Warwick Wright: “Yes, it has had an impact, but it’s not massive yet. To put it into perspective, last year we turned over $60 million on the internet. Our total turnover was over $1.1 billion, so the internet was only about 5 per cent. It’s probably going to be closer to 7 per cent by the end of this year. About 60 per cent is through retail outlets. In Skybet, turnover is growing, but in the overall context it’s not huge. I think, over time, the number of dedicated retailers will probably shrink.”

“How do you monitor betting activity?”

“Our internal audit department has a lot of technology to monitor problem gamblers, and so on. The audit department has a sort of ‘hit list’ of our big losers. We don’t mind if people are big winners, it’s when we get someone who’s losing significant amounts of money. One of the things we’re very strong on is responsible gambling. We’re not in the business of getting people into trouble.”

“Do you run 24x7?”

“Yes, certainly on the computer side. The sports desk and race day control are seven-day operations. The only days they don’t operate are Good Friday and Christmas Day. Boxing Day, New Year’s Day and Melbourne Cup day are our biggest days of the year.”

“How do you manage system outages?”

“It has become more of a challenge, with only two days of the year out. They used to have a day, like a Monday or a Tuesday, when they wouldn’t take any betting because they were doing computer changes.

Essentially, we just have to test everything thoroughly before we go live. Our systems are designed so that if the online system fails we typically have it up again in about five minutes. Obviously, unless it’s some problem that just keeps repeating, we aren’t down very long. On the old system, it would take us half an hour to reboot. On the new system it takes no more than five minutes.”

“So you’re not running a replicated, fault-tolerant architecture?”

“We spread the risk, but the JetBet host servers are just Compaq servers running Windows NT. They’ve got RAID and dual-path switching. We run the betting system over multiple hosts – it’s sort of a distributed host system, so even if we lost the host we’ve got a spare.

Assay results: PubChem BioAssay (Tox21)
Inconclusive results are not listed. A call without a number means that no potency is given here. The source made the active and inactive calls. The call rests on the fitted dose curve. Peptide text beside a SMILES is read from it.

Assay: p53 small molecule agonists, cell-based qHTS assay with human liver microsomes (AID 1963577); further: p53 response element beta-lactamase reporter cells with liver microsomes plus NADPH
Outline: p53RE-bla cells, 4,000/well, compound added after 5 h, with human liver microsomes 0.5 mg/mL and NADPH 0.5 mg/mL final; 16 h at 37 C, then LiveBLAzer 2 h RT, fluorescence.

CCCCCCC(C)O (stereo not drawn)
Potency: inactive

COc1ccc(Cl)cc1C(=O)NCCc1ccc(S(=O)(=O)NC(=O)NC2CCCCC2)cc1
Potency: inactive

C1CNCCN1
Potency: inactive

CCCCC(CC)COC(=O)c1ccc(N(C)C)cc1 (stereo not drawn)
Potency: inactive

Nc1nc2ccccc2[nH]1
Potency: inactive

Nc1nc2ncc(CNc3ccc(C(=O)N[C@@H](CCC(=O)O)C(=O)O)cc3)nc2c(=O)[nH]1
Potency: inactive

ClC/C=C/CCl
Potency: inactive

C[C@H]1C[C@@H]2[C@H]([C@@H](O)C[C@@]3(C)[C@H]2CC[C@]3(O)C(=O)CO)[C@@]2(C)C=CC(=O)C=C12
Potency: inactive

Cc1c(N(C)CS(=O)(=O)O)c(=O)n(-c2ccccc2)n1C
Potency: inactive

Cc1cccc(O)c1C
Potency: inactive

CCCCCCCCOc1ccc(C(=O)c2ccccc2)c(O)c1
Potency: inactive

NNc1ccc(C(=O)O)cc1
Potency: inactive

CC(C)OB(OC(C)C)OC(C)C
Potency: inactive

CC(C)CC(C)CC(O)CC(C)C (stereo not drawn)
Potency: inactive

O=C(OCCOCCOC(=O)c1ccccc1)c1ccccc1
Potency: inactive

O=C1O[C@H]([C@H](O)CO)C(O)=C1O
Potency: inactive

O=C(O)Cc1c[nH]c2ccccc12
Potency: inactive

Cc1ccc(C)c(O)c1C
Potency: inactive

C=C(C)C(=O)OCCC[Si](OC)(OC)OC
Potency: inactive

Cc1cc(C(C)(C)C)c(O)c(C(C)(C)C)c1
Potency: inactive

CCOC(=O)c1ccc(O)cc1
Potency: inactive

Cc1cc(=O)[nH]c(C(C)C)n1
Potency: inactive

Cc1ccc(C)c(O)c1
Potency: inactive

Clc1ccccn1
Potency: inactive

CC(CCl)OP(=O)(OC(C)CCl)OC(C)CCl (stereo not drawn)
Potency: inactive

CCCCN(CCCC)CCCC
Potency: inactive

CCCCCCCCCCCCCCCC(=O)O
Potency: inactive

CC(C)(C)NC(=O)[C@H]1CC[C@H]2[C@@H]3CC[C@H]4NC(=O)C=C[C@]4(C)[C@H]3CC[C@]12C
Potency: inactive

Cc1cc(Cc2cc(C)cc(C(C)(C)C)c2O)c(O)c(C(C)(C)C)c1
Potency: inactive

We’re most vulnerable, probably, to a major Telecom outage – the Telecom links in our building go out to the whole country. But our prime time, frontline availability at the host end (not at the terminals) most months is between 99.98 and 100 per cent.

Most of the software problems we have are when we do our end-of-day batch processing, which is usually around midnight or one in the morning. Nearly all our revenue comes from selling bets. If the system’s not up, we’re not making any money. It’s in the nature of the punters that they don’t say ‘Oh, I missed betting on that race, so I’ll put twice as much on the next race.’”

“How many regular customers do you have?”

“About 300,000 account holders. There’s a big chunk that are casuals and there’s a hard core of very large customers. One of the things we’ve been doing over the last 12 months is customer segmentation, trying to break down the profiles of the top 300, top 3000. From a customer point of view, we have historically been a cash business.

When you make a transaction in a TAB and pay cash, you’re totally anonymous; we don’t have any customer loyalty card that we’re tracking. As we move more into account betting, phone betting, the internet and interactive TV, we’re able to get a better handle on what sort of people are betting, but we’re still in the infancy of that.


* “Good, very streamlined.”

* “This is my first event and I thought the day was phased very well.”“A very interesting case study in an area that has a significant reliance on technology.”

* “Excellent degree of openness – fascinating insight into an industry that most of us don’t know much about.”

* “Good, and demonstrated how the business case is now more important than how to do it.”

* “Good idea to avoid PowerPoint.”“Catering great. Good opportunities to talk. Good format of seating to encourage communication.”

* “I would have liked to have invited our CFO.”